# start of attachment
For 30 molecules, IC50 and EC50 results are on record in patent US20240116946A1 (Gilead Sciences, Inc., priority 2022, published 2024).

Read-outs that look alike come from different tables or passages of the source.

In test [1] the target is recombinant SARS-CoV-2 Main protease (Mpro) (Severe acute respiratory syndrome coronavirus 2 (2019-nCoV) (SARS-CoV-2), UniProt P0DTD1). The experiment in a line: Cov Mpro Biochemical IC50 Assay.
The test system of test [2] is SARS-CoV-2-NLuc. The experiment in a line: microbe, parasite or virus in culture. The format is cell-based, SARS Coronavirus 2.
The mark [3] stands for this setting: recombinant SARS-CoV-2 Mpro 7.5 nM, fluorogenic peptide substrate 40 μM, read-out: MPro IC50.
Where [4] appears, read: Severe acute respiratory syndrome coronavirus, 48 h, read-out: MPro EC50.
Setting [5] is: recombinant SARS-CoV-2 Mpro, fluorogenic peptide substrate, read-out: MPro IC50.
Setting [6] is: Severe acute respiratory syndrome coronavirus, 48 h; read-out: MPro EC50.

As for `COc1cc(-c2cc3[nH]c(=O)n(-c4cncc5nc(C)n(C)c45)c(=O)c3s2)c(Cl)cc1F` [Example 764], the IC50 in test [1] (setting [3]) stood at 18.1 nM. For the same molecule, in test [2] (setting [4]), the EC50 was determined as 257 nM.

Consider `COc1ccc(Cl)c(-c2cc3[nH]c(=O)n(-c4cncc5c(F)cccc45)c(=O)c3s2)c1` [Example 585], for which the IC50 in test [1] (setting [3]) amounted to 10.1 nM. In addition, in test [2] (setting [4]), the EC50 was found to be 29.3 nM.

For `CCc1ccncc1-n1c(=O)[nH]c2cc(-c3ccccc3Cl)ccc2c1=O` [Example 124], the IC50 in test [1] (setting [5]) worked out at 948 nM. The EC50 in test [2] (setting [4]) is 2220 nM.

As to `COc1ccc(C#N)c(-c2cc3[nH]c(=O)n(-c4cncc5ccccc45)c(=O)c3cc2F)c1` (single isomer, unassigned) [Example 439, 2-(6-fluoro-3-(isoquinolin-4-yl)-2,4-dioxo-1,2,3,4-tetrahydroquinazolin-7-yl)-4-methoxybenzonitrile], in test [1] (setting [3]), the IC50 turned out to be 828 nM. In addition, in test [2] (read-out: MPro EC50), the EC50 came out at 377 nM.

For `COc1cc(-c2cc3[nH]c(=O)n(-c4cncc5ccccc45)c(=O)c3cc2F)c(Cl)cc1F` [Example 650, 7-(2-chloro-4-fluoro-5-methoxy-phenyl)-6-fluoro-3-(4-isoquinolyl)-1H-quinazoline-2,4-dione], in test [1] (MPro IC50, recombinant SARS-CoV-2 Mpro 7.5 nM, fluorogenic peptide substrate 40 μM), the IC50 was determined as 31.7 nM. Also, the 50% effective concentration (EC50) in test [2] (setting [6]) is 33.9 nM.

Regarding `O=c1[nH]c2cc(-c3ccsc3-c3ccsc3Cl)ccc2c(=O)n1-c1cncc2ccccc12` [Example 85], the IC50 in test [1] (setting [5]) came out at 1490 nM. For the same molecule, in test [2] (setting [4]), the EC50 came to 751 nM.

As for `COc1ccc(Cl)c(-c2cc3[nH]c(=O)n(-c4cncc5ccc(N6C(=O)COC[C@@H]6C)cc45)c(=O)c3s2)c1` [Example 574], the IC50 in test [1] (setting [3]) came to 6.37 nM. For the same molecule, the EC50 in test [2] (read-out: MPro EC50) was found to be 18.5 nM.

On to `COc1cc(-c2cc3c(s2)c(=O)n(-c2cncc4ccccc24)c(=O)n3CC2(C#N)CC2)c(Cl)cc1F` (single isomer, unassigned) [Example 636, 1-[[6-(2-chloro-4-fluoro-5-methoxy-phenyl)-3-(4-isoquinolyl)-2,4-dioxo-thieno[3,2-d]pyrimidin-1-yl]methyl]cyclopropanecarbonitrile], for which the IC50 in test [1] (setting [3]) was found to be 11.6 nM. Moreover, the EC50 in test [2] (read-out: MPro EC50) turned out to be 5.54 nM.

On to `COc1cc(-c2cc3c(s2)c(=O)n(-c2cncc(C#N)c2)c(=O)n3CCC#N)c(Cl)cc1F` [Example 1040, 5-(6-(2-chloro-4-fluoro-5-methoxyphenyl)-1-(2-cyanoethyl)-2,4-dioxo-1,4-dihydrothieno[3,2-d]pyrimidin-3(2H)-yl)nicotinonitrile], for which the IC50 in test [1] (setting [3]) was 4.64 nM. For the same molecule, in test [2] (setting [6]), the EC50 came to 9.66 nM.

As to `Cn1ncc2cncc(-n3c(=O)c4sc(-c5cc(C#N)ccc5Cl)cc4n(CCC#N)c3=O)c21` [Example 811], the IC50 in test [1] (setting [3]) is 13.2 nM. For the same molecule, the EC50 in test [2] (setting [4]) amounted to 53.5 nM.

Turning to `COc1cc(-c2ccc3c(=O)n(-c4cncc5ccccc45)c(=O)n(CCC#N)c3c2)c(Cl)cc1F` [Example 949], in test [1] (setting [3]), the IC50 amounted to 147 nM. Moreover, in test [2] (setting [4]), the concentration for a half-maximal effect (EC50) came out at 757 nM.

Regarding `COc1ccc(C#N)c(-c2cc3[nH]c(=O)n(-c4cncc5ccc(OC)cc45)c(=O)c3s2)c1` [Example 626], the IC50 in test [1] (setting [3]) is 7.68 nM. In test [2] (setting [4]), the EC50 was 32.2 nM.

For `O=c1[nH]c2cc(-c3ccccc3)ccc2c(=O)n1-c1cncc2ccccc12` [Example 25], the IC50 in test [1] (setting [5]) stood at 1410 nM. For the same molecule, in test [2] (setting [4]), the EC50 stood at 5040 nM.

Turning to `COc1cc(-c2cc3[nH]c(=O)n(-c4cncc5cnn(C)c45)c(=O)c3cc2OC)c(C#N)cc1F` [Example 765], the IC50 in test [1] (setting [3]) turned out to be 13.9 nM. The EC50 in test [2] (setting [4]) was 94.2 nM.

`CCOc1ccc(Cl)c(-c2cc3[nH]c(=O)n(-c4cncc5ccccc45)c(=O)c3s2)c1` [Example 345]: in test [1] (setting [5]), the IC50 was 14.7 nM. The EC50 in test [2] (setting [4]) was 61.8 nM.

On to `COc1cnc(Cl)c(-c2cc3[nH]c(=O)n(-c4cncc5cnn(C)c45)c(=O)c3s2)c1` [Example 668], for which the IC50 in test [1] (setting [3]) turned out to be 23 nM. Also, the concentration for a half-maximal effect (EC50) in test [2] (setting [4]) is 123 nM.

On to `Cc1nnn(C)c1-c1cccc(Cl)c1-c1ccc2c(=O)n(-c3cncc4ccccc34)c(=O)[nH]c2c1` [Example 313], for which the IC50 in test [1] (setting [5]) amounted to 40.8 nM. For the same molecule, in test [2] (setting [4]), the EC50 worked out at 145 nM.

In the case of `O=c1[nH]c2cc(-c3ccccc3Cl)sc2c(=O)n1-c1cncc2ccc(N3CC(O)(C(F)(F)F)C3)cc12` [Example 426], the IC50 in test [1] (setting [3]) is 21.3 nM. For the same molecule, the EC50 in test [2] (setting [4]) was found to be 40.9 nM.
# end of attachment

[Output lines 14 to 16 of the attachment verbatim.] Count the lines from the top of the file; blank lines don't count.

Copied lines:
Regarding `O=c1[nH]c2cc(-c3ccsc3-c3ccsc3Cl)ccc2c(=O)n1-c1cncc2ccccc12` [Example 85], the IC50 in test [1] (setting [5]) came out at 1490 nM. For the same molecule, in test [2] (setting [4]), the EC50 came to 751 nM.

As for `COc1ccc(Cl)c(-c2cc3[nH]c(=O)n(-c4cncc5ccc(N6C(=O)COC[C@@H]6C)cc45)c(=O)c3s2)c1` [Example 574], the IC50 in test [1] (setting [3]) came to 6.37 nM. For the same molecule, the EC50 in test [2] (read-out: MPro EC50) was found to be 18.5 nM.

On to `COc1cc(-c2cc3c(s2)c(=O)n(-c2cncc4ccccc24)c(=O)n3CC2(C#N)CC2)c(Cl)cc1F` (single isomer, unassigned) [Example 636, 1-[[6-(2-chloro-4-fluoro-5-methoxy-phenyl)-3-(4-isoquinolyl)-2,4-dioxo-thieno[3,2-d]pyrimidin-1-yl]methyl]cyclopropanecarbonitrile], for which the IC50 in test [1] (setting [3]) was found to be 11.6 nM. Moreover, the EC50 in test [2] (read-out: MPro EC50) turned out to be 5.54 nM.